Cycling in Orkney this week, I met on the road a group of vintage car enthusiasts driving Model T Fords.
It got me thinking about the great Henry Ford. I’ve always loved that famous riposte that he reputedly – I’ll come to that – gave to a man when he was told that the customer is always right, that you should give them what they say they want.
“If I’d have asked the public what they wanted”, said Ford allegedly, “they’d have said faster horses”. In other words, by making his famous motor car he created the demand for it. He had an uncanny instinct about what the people demanded, even before they knew what that was, and was nearly always proved right.
Likewise, in the early days of the mobile ‘phone, market researchers found that there was virtually no demand for your ‘phone to have a camera, but as soon as camera ‘phones appeared, nobody wanted anything else.
There’s only one problem with the quote attributed to Henry Ford. He almost certainly didn’t say it. Until about twenty years ago, it hadn’t even been attributed to him.
And then there’s a credibility issue. The line, in context, doesn’t make any sense. Because “faster” wasn’t the selling point of cars over horses. Speed wasn’t the problem. Spending huge amounts of money, time, and space on keeping horses alive was the problem. And the other issue was the three thousand tonnes of manure that, for example, Victorian London’s horses produced – every single day. The issue was therefore not one of speed but public health. So Henry Ford almost certainly didn’t say it. It’s probably just a load of, well, horseshit. Although it’s interesting and deliciously ironic that in an age when we’re all transitioning away from fossil fuelled cars, Henry Ford’s gas guzzlers started cleaning up the world’s cities virtually overnight.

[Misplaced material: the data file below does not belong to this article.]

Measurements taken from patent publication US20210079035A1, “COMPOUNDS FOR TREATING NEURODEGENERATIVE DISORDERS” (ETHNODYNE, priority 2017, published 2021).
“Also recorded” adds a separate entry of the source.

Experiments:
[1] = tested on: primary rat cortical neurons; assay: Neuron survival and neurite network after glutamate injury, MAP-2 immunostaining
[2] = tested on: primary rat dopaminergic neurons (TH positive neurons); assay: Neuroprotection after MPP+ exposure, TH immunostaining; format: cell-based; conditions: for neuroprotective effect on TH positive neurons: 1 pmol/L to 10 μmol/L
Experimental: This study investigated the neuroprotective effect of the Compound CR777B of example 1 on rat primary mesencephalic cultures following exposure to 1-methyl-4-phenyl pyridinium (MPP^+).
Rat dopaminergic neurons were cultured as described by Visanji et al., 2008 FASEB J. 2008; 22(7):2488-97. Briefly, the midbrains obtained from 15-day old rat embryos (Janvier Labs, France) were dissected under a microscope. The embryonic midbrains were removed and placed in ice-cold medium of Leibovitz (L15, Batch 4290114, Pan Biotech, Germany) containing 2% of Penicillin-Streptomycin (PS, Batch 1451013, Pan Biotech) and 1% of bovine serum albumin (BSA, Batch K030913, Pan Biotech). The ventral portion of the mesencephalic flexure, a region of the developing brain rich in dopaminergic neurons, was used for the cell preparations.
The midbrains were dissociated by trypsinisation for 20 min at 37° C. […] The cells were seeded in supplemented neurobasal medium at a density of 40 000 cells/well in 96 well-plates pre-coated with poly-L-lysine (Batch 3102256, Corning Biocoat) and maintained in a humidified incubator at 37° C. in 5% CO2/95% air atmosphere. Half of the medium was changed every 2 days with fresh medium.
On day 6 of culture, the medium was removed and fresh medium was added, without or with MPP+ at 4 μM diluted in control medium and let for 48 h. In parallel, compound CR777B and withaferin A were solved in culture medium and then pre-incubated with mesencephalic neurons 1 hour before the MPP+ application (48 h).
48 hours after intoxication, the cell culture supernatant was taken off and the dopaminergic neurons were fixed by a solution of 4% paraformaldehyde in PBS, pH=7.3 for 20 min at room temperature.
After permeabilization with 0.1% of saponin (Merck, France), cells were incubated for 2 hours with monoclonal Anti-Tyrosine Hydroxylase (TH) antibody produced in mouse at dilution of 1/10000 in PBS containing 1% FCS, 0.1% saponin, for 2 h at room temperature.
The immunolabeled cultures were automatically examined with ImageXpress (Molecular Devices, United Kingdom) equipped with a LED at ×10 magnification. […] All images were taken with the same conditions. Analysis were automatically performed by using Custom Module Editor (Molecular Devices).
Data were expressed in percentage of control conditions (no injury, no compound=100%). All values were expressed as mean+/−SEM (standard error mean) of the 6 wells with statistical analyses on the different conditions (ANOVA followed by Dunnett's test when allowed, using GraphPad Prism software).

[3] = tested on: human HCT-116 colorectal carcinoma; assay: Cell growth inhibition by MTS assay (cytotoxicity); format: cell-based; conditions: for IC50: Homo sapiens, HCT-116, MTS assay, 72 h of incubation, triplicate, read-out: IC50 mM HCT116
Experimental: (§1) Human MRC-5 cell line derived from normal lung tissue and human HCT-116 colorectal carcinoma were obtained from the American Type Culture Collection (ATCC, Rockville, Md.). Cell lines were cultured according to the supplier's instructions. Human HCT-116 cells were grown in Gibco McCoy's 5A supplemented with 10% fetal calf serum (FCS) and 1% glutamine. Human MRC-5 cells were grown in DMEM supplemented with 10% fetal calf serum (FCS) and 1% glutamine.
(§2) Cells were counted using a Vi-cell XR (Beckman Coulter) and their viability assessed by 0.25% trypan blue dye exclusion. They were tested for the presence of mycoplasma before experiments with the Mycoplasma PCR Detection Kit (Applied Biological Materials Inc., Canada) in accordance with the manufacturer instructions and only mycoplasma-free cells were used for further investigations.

Having said all that, the logic behind presenting your target market with something before they’ve necessarily demanded it seems solid enough.
I’ve questioned in this column many times against the widely received wisdom that to build back from the pandemic we must first wait for it to be over. At the risk of repeating myself, the Greek etymological origin of the word “crisis” is “turning point”. There’s a similar word in Welsh which roughly means “border”. In both cases, it means that we have a chance to stay where we are – or go somewhere better. The inference is that you don’t wait for the crisis to be over before you act. You do it pretty much straight away. But sometimes – maybe always – it takes courage to do so.
Perhaps the single greatest leap of faith and imagination in history was the emergence of the National Health Service from the ashes of the Second World War. With over seventy years of hindsight, and with just about everyone who’s lived through Covid agreeing that it’s vital that it’s nurtured and protected and kept free at the point of delivery, it’s easy to think that everyone wanted it at the time it was conceived.
No so. At the moment of its conception, a surprising amount of people – including many within the medical profession – opposed it.
Which leads me to make a few observations.